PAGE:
Developer Hudson Soft launched a new series of video games in 1986 with the release of Adventure Island (co-developed by developer Westone as a Nintendo version of Wonder Boy) for the Nintendo Entertainment System. It was also remade in later years as Super Adventure Island for the Super NES and New Adventure Island for the Turbografx-16. The game follows the adventures of a baseball capped, loincloth wearing hero named Master Higgins (aka Master Takahashi in Japan) as he travels the land in search of his girlfriend, Tina, who was snatched away by the evil Witch Doctor. The game is a standard run-n-jump platformer with a great amount of difficulty and frustrating moments.

Master Higgins's main attacks include throwing stone axes or fireballs. These weapons can be found inside large eggs that are found on the ground. When Higgins kicks the egg it cracks, revealing the prize inside. The collected weapon is available for use until our hero dies, and then he has to recollect it when he repeats the level. Other items inside eggs include skateboards (for faster movement), milk (two kinds: red and white), Honey Girl (the invincibility fairy), a ring (worth points), 1-ups, and the evil eggplant that saps energy off of the life meter. Speaking of the life meter, it gradually ticks down as the level proceeds and Higgins must collect the fruit scattered around the level to keep the meter filled. White milk will refill the meter all the way, while red milk will refill and extend the meter. Higgins will die if his meter runs out or if he takes a hit from an enemy or hazard. During all of this madness our hero should also try to collect the secret pots that provide a point bonus at the end of the level. Each level has one pot in it. Some are hidden, while others are out in the open.

There are a variety of enemies to be found in the game, although most of them tend to repeat patterns. Snails are found in the jungle levels, octopi in the seas, spiders in the woods, and so on. At the end of every fourth level our hero faces off against one of the Witch Doctor's forms, and if Higgins can hit him in the head enough times with a weapon, the head will fly off, a new one will appear, and the doctor will flee to the end of the next set of four levels. This continues for eight worlds, meaning that it takes 32 levels to finish the game.

As mentioned earlier this game is quite difficult. Aside from the one-hit kills and overwhelming amounts of enemies in some levels, the biggest challenge in this game is that it lacks continues in a traditional sense and there are no passwords or save game abilities. To earn continues Higgins must find the secret Hudson Soft Bee that is hidden inside an invisible egg somewhere in the first level. If it's collected you can continue the game after a Game Over by holding Right on the Control Pad and pressing Start.

Adventure Island was a fun jungle romp in its day, but in this era of gaming many players demand more from their games. The graphics in the game are quite simple compared to the sequels in the series, but the series did get off to a good start. Recognizing the faults in this game helped Hudson Soft refine the formula for the game's sequels on the NES, Game Boy, Super NES, and Turbografx-16. The original Adventure Island is typically found in the usual used game shops and online auctions, although you are more likely to find one of the sequels than you are the original game. Also be aware that the Game Boy title Adventure Island is actually a port of the NES's Adventure Island II.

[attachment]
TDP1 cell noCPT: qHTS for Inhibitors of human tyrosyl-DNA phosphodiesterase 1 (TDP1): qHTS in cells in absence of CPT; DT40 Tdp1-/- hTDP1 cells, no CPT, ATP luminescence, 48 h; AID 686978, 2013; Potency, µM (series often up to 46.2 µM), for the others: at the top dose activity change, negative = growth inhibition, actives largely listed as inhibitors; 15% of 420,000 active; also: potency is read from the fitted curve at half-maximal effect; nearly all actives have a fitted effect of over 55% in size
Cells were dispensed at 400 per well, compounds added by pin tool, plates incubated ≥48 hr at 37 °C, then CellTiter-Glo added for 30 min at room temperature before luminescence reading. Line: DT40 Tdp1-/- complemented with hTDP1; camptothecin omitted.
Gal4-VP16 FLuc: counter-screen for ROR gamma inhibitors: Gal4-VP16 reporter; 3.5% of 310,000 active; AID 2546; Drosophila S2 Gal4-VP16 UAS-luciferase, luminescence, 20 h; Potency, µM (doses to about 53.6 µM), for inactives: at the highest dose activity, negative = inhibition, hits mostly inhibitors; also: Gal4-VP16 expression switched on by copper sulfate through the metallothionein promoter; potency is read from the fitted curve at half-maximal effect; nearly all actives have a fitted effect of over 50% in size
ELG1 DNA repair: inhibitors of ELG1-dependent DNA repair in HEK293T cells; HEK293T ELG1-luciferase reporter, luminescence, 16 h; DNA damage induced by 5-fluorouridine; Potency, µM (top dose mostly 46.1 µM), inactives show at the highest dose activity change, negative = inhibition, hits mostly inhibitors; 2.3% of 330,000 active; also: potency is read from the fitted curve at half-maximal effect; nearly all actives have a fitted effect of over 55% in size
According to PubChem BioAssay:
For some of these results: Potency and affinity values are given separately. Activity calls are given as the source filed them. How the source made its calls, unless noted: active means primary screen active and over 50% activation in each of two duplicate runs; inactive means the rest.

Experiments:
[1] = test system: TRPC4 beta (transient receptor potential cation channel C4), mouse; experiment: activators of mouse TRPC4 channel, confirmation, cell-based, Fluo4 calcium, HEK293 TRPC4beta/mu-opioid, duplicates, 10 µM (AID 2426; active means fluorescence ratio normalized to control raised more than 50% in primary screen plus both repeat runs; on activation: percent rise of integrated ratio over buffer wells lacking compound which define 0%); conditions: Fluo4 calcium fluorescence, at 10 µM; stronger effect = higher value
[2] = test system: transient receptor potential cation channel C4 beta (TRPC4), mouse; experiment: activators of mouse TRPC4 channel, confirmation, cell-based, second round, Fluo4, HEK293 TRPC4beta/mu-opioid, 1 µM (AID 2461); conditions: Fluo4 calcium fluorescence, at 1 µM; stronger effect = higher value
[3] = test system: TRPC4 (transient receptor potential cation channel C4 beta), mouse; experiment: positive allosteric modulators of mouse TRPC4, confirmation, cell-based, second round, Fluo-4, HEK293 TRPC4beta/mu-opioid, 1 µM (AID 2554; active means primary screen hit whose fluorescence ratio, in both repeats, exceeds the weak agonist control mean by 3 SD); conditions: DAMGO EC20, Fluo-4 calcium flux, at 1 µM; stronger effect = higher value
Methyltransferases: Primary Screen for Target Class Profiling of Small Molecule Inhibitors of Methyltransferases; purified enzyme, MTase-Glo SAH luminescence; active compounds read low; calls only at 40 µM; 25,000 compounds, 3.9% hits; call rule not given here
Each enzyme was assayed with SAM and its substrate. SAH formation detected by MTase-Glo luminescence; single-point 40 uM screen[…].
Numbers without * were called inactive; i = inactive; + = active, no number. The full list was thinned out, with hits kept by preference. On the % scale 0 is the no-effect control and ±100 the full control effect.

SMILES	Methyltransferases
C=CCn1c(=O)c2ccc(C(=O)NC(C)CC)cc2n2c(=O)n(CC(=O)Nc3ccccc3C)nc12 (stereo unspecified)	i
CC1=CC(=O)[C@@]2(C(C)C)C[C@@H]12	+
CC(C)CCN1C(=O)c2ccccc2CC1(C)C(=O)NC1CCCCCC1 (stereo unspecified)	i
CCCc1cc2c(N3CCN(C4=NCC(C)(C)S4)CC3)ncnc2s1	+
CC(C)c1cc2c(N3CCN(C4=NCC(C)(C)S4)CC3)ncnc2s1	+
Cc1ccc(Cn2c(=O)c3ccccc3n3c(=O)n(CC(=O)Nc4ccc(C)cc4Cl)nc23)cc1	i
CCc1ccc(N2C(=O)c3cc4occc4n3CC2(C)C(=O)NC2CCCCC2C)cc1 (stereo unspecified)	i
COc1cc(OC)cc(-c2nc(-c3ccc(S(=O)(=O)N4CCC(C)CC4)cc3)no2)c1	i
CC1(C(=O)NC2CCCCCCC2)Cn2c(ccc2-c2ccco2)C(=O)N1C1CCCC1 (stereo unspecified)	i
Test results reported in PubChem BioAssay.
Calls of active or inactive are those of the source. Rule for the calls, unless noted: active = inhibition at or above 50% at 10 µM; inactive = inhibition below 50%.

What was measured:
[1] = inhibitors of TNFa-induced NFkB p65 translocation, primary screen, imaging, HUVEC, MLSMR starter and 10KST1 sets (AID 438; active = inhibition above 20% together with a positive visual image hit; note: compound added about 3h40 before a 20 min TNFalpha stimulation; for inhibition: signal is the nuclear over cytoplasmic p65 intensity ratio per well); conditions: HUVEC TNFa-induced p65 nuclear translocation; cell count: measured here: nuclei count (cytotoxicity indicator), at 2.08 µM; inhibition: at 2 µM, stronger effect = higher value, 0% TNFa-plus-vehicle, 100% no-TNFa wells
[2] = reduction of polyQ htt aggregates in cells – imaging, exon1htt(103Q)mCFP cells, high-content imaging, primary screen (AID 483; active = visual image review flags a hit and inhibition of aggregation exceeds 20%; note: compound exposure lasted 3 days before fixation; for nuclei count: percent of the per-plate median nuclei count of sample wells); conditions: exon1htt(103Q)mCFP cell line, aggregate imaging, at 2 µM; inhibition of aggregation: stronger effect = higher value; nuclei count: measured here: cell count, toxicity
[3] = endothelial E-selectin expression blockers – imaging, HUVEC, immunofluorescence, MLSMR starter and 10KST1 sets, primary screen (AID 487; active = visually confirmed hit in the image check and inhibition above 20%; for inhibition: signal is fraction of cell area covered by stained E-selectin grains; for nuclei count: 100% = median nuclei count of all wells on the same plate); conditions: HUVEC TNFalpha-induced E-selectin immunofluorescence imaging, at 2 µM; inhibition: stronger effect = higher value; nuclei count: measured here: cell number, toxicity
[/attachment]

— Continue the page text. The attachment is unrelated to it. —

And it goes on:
Adventure Island is an almost prototypical platformer. Its graphics are cartoonish, its music is catchy, and its action is kinetic and non-stop. While the game is challenging, it also is light-hearted enough that even after multiple defeats, the player might want to try just one more time. The game play is intuitive enough, but is spiced up by the inclusion of various power-ups. Along with differences in gameplay, the game also takes the player to a variety of different worlds, each thematically different. It also spawned a host of sequels, each keeping the basic game mechanics while expanding on the basics.

Most of what could be said about Adventure Island could be said about Super Mario Brothers, the most influential platform game of all time. If you were to find someone who have lived in a video-game free cave for the past thirty years and had them sit down and play both games, I don't know which one they would prefer. In production values and gameplay, they are both great platformers. But a generation of children grew up playing Super Mario Brothers because it was bundled with the NES, and it got enough momentum that it infiltrated popular culture and its tropes and themes and music are familiar even to people who never played it. Adventure Island, and its sequels, while well-regarded by video game enthusiasts and hobbyists, is not well known in a general sense.

It can probably never be determined whether this was because some flaw in Adventure Island itself (too difficult? not enough diversity? graphics too silly?) or just the circumstances of it competing for public recognition against the juggernaut that was Super Mario Brothers.

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